Learn from Pentecostals, Catholic leader says
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Before criticizing Pentecostal churches that draw Catholics as members, Catholic leaders should ask why their own parishes aren't meeting the needs of those who leave, the Vatican's top ecumenical representative said yesterday at Duquesne University.
"Our response cannot be in the form of a polemical approach, leaving ourselves to condemn the activities of other groups," said Cardinal Walter Kasper, president of the Pontifical Council for Promoting Christian Unity. Such an approach "is not constructive and could even be counter-productive," he said.
While Cardinal Kasper is known for outreach to traditional Protestant and Orthodox churches, he said it is crucial to be engaged with a diverse global Pentecostal movement that now claims 600 million adherents.
He spoke to an audience of about 225, including Bishop Paul Bradley, administrator of the Catholic Diocese of Pittsburgh, Metropolitan Basil Schott of the Byzantine Catholic Archeparchy of Pittsburgh, Episcopal Bishop Robert Duncan of Pittsburgh and Metropolitan Nicholas of the Carpatho-Russian Orthodox Church of Johnstown.
Cardinal Kasper, 73, is a German theologian and former diocesan bishop. He flashed a broad smile, displaying the demeanor that has reportedly caused some U.S. bishops to nickname him Kasper the Friendly Cardinal.
His talk focused on Pentecostalism, a Christian movement that emphasizes supernatural gifts of the Holy Spirit, such as speaking in tongues, prophecy and faith healing -- and which has often clashed with Catholicism. But he noted that in 1967 Duquesne University was the birthplace of the Catholic charismatic movement, which has brought Pentecostal practices into the Catholic church. The Catholic charismatic movement offers a way of holding people within parishes when they might otherwise leave, he said.
Rather than criticize Pentecostals, "We should ask ourselves, 'Why do some of our Catholics leave?' " he said.
Often they long for a sense of Christian community and direct spiritual experience that they find lacking in large parishes, he said. Many haven't been taught enough about their own faith to respond to the criticisms that Pentecostals may confront them with. These problems are acute in the global South, he said.
Better faith formation is needed "to enable Catholics to respond to this propaganda ... in particular, for less educated and poor Catholics," he said.
Such education must teach the faith without denigrating other Christian traditions, he said.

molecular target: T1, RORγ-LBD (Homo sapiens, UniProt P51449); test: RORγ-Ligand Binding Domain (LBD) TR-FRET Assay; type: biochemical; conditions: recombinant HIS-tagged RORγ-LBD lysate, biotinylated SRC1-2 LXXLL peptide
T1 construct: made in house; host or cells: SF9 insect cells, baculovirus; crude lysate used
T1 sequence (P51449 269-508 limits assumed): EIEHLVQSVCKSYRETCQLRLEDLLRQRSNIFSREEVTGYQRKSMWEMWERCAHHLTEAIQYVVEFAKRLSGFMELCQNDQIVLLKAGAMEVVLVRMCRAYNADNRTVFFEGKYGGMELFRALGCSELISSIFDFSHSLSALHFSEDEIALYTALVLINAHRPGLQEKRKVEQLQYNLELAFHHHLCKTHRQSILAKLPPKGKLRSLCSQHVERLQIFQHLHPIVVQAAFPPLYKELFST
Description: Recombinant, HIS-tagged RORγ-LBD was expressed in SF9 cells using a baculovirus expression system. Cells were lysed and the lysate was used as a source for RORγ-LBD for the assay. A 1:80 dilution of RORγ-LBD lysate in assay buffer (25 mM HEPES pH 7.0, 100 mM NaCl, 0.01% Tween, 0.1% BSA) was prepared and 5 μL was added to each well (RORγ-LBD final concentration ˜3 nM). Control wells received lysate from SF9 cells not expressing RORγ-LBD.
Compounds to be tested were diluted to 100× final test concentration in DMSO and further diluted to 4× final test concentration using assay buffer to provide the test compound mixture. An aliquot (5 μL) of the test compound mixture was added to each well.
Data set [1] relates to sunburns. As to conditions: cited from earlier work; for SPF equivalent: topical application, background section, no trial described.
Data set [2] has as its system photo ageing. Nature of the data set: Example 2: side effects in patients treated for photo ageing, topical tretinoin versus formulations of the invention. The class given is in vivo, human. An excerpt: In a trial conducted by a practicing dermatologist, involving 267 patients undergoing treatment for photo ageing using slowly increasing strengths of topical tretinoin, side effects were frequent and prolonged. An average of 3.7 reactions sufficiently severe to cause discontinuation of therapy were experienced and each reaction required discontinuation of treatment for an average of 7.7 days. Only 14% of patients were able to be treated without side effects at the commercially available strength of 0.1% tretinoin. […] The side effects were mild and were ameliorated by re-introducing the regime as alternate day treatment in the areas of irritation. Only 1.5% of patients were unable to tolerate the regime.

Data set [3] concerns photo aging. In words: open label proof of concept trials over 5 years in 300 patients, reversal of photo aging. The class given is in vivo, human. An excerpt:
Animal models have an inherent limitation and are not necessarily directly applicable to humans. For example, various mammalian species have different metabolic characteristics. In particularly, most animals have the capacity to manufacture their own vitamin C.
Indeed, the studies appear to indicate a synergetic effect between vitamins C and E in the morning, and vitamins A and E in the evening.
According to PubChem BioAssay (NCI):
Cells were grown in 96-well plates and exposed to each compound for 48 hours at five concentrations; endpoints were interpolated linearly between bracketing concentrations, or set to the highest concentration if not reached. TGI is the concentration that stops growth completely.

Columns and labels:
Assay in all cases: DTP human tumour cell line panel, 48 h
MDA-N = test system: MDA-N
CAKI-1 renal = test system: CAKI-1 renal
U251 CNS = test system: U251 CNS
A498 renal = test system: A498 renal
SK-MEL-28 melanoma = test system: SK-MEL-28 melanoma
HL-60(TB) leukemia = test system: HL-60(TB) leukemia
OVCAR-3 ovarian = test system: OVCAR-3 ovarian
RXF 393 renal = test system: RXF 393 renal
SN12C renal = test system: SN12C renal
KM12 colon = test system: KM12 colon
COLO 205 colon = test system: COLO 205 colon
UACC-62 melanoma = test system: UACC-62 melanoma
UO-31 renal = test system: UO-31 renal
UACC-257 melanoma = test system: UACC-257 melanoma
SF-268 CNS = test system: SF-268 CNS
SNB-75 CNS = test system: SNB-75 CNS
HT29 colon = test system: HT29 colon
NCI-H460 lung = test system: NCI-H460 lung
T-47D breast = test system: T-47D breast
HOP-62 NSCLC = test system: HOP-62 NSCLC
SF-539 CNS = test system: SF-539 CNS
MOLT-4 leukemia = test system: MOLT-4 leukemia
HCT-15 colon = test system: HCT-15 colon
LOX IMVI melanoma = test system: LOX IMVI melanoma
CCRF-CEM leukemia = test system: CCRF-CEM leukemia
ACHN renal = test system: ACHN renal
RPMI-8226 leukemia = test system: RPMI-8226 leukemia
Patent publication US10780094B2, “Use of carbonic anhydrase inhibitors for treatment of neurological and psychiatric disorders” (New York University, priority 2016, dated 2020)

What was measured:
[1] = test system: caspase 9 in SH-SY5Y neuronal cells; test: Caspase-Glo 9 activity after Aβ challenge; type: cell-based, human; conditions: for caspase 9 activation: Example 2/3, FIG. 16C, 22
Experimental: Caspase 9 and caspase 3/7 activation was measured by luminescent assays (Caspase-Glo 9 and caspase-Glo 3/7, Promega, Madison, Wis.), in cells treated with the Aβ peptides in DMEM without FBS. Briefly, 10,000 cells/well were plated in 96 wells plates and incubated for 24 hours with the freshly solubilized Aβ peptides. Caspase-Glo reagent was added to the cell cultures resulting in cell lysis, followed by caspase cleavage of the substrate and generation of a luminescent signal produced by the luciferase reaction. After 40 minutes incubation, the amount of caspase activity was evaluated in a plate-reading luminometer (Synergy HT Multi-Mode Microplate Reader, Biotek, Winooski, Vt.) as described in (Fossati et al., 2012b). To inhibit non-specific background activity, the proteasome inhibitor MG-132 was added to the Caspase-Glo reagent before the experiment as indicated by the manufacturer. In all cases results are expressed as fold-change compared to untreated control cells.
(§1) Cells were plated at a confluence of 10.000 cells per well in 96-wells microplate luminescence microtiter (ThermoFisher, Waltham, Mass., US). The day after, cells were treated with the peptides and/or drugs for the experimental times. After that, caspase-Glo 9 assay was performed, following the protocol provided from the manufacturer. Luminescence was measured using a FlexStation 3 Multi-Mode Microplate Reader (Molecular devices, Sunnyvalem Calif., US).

"Unfortunately parishes in some parts of he so-called Third World are often so large that our faithful do not feel at home, and many often feel abandoned and neglected," he said. He urged parishes to start small prayer groups, youth groups and Bible studies where people can form a close spiritual community.
Although there is a tendency to think of ecumenical dialogue as the work of theologians, all Christians need to make it part of their daily lives, he said.
"Catholics and Pentecostals live and work together in many ways on a daily basis," he said, "There can be joyful and happy events and sad events in the family or community where they could express solidarity ... A beginning of small gestures is important in many ways."
Bishop Bradley found the cardinal's advice pertinent.
"The challenge he gave to us is to ask ourselves the question -- 'What are they leaving us for?' -- so we can respond in a more pastoral and caring way," he said.
The Rev. Lou Vallone, pastor of St. John of God Catholic parish in McKees Rocks, once participated in a joint Catholic and Pentecostal medical mission to Mexico. He believes there is hope of rebuilding ties with ex-Catholics who miss Catholic sacramental and devotional life.
"People are attracted to the emotionalism and high levels of joy, but they miss the Mass," he said. "When we held Mass on the mission trip, it wasn't just the Catholics who came. Everybody showed up. It was like a coming home for them."
The Rev. Donald Green, executive director of Christian Associates of Southwest Pennsylvania, said that ecumenical organization includes no Pentecostal denominations because they have no hierarchy or executives to represent them. He endorsed Cardinal Kasper's call for building relationships at pew level.
"We have to move to the reality of grassroots ecumenism," he said.
First Published October 10, 2006 12:00 am